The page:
Art Terms and Techniques

John Haber
in New York City

A Brief Dictionary

For further art education, take a free docent tour—or get fluent in artspeak and "martspeak." Besides, your favorite Web art critic rather easily blends into fiction.

Abstract Expressionism. Art composed during summers in the Hamptons when it's too rainy for the beach and Lee Krasner has a lock on the liquor cabinet. See Action Painting.


The birth of Classicism

Figure 1. Jacques-Louis David and the birth of Classicism. In this revolutionary scene, three men dressed for a toga party rush to the aid of an old man about to juggle three long swords. Two women doze off at the sight of male posturing, important painting, and the bare architecture, whose arches symbolize the Trinity, the Three Fates, the Three Stooges, and the old Brooklyn Dodger outfield. Fortunately, the lighting sinks two-thirds of them in shadow. David vividly highlights the soldiers from the rear, emphasizing the painting's innovative theme: never turn your back on a man with three sharp swords.

The plastic power (© Tupperware Collection, 1785) and expressive drama of the Horatii are powerfully conveyed, as the second soldier has three legs, the third but one, and the left arm of the first is double-jointed. Their right arms have since been unscrewed and preserved in the Smithsonian. The return to a Caravaggiesque style invokes long-gone days when Horatii were men, painting was painting, and a good cigar was a smoke.

Acrylic. See Home Depot.

Action painting. Art composed during food fights at the Cedar Bar. See Abstract Expressionism.

Art. See Artist.

Artist. See Art.

Avant-garde. A serious threat to public morals (obsolete).

Baroque (also known as B-r-r-oke). The condition of all the artists I know. Initiated in Rome during a traffic jam, it replaced the idealized poses of the Renaissance with dead bodies that complain less often about their likeness.

Blue Rider. Either parent after two hours of "Are we there yet?" Its abstract canvases incorporate colorful horses leaping over mountains, to keep the kids from replaying "Sponge Bob Square Pants" yet again.

Classicism. A movement reflecting the explosion of freedom under the Reign of Terror and the Napoleonic empire. Begun when J.-L. David (Figure 1) placed his own head on the guillotine in the interest of public safety, it was characterized by form, proportions, and utter lack of humor.

Contrapposto. The representation of nude young men turned suggestively toward Leonardo and Michelangelo.

Critical theory. The theory that I'm a critic, she's an artist, and you're not. Well after Postmodernism and repeated visits to this Web site, it remains controversial.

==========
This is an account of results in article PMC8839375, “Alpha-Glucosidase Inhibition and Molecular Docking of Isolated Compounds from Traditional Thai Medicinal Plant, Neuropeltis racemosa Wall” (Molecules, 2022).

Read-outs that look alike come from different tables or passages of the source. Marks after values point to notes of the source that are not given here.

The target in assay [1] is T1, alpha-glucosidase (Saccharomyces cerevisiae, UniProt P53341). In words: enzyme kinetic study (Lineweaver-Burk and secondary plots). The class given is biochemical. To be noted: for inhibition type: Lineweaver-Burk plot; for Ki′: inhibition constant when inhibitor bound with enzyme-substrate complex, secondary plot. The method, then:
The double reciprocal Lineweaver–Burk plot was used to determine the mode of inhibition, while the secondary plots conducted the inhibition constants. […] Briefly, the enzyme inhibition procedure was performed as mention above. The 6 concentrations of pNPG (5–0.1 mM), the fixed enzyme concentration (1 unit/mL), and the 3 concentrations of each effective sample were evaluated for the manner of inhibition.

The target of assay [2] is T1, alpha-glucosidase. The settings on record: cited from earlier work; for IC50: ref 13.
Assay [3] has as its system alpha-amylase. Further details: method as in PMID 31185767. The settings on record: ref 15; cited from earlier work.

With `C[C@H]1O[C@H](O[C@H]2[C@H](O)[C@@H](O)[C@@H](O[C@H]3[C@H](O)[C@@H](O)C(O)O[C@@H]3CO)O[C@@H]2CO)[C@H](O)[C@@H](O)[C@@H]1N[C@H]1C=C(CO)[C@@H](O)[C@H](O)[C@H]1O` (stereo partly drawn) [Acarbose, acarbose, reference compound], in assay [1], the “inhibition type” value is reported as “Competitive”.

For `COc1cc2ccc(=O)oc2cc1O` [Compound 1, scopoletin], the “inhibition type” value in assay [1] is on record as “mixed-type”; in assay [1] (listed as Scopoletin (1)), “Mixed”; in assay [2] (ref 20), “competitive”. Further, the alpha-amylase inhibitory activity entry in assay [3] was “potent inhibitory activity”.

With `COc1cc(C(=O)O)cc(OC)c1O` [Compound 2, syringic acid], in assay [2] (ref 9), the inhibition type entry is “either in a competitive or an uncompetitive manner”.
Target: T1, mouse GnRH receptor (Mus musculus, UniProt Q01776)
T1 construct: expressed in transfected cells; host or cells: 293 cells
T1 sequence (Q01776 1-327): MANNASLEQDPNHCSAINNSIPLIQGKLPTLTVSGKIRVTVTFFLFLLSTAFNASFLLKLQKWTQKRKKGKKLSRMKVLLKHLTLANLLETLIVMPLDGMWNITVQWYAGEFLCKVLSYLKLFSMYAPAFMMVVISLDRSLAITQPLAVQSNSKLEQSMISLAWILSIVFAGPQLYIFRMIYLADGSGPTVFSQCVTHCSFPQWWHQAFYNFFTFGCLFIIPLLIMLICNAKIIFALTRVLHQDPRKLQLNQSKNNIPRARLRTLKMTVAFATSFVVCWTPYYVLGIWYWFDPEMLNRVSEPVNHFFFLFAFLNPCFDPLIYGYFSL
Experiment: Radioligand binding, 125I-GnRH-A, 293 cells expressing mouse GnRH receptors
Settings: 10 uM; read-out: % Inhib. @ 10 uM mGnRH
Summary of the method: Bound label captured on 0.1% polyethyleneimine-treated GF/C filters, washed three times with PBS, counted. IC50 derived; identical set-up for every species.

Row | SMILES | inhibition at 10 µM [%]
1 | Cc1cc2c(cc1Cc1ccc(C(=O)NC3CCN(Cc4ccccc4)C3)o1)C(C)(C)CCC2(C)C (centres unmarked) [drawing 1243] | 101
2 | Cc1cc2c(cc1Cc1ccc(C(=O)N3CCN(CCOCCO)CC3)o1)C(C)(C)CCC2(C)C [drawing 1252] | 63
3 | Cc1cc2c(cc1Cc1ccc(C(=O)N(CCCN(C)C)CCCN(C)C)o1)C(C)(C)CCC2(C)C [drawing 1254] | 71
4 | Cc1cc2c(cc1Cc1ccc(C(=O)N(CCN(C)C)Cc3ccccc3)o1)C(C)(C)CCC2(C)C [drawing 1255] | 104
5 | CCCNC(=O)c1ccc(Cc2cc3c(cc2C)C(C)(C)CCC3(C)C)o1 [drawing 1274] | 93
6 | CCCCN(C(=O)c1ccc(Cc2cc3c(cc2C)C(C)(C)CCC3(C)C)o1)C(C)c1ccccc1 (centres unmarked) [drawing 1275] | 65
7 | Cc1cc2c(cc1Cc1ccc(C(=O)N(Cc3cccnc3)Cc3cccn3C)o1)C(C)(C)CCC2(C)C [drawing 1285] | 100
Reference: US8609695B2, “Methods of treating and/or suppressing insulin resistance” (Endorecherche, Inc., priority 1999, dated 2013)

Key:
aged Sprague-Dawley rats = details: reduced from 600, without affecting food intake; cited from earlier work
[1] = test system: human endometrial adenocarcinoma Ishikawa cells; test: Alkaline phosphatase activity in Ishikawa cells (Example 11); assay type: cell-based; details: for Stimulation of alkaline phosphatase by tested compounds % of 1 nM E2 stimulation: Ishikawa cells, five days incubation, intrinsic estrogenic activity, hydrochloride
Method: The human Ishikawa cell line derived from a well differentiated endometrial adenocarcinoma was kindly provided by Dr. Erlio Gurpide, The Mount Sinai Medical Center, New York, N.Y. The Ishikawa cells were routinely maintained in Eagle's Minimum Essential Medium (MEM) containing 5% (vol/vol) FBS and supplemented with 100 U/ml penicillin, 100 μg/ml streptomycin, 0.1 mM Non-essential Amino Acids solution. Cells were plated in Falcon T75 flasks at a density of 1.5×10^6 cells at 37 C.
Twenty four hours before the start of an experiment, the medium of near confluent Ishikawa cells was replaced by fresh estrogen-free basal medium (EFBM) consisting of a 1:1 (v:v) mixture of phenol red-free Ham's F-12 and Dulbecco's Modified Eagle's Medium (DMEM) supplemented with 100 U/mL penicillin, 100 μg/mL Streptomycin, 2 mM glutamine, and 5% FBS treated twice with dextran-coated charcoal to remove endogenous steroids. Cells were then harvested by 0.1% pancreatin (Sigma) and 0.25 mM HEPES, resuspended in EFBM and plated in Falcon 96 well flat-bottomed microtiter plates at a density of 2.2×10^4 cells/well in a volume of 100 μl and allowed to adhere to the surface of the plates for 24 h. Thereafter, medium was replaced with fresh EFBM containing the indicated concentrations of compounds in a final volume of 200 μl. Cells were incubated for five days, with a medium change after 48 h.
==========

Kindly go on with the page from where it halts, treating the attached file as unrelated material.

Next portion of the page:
Cubism. (1) A movement associated with Pablo Picasso, whose titanic ego attracts the longest museum lines ever to MoMA. (2) The rooms most often skipped by visitors to MoMA. (3) Art between Picasso's shocking pink period, his Technicolor period, and lunch.

Dada. (1) A movement begun by Marcel Duchamp at 18 months old. Incorporating anything into the work except art, it served as a major influence on public toilets and Surrealism. (2) The opposite of feminism. See Mama.

Etching. Prints from plates prepared with acid rather than crack. Often used in "Come up and see my etchings."

Hudson River School. See Dead salmon.

Iconography. The incorporation of obscure symbols into otherwise unrealistic images, like the hidden text here telling your boss you're surfing the Web instead of working.

Impressionism. (1) Early Video featuring impressions of George Bush singing along with Elvis. Started when Claude Monet captured a sunrise without noticing the rain all over his glasses, it made use of colors unmixed with soda or tonic. (2) Any art that makes an impression. See Etching.

Irony. Well, you're reading this, aren't you?

Islamic art. Art created by immediate threats to democracy. Best displayed covered by the American flag or without a lawyer present.

M.F.A.. Mean f'in' artist. See B.F.A..

Minimalism. (1) Art patterned after Manhattan interiors in the Times "Style" section. (2) Art that makes the least effort possible while still earning an M.F.A. See Performance.

Modernism. Sorry. It's too long ago now. No one remembers, and no one can afford it anyway. See Postmodernism.

Oil. (1) Painting on the Atkins diet. (2) Popeye's girlfriend. (See Pop Art.)

Performance art. Art that lasts over four hours. See Temper tantrum.

Postmodernism. Modernism, but with better sex. Also called Pomo after a long day in Chelsea.

Realism. A willingness to show with the only gallery that will take you, even though the dealer is a total jerk.

Renaissance. Literally "rebirth" or "rebate," the movement that distinguishes Western painting from all those mummies and tourists at the Met. It developed separately in northern and central Italy because the trains wouldn't run on time.

Rococo. A movement started by academicians tired of visiting Baroque churches. With haunting simplicity, it portrayed aristocrats in peasant dresses worth no more than 70 old francs (1.5 million euros).

Salon painting. Where French nudes go to get their hair done.

Surrealism. See Political art in America.

Tempera. A medium made from pigment, a choice of eggs, and one drink. New York or San Francisco may substitute egg whites. Contrast with Oil.

Trompe l'oeil. What's that fly doing on your mouse? Hah, fooled you!

Video. Film in which the cast and camera crew switch places by mistake. Said to be half Performance art and half trailers for Sex and the City, but no one's stayed long enough to know.

Woodcut. How much wood would a woodcut cut if a woodcut could cut wood?

Young British Artists. British artists over 35, especially those too wealthy for East London or still in potty training.

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